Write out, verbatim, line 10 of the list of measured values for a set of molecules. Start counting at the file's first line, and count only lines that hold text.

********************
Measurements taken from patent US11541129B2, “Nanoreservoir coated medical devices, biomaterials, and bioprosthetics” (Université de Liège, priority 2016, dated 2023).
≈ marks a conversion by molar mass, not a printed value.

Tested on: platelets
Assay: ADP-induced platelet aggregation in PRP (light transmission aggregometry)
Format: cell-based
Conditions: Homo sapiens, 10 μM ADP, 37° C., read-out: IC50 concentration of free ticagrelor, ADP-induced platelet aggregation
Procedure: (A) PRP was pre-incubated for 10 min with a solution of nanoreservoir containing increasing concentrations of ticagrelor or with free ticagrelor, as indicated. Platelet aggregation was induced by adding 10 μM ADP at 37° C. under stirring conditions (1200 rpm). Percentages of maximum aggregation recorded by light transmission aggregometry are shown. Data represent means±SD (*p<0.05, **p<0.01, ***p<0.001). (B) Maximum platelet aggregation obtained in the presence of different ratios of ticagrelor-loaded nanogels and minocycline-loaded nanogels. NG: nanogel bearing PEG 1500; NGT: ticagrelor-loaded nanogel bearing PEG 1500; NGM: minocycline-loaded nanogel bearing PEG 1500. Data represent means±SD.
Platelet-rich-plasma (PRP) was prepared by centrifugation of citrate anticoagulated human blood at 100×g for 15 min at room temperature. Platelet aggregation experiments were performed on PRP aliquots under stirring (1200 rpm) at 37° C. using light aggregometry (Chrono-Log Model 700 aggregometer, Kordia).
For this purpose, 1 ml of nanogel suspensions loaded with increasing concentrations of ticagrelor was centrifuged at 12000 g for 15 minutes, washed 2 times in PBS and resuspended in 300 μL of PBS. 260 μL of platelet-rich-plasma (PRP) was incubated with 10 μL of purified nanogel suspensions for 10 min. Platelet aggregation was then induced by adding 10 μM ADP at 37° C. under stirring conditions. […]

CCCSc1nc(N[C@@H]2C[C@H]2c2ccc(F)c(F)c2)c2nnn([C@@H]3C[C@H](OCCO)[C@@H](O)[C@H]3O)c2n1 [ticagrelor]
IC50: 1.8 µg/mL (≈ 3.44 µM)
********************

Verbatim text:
CCCSc1nc(N[C@@H]2C[C@H]2c2ccc(F)c(F)c2)c2nnn([C@@H]3C[C@H](OCCO)[C@@H](O)[C@H]3O)c2n1 [ticagrelor]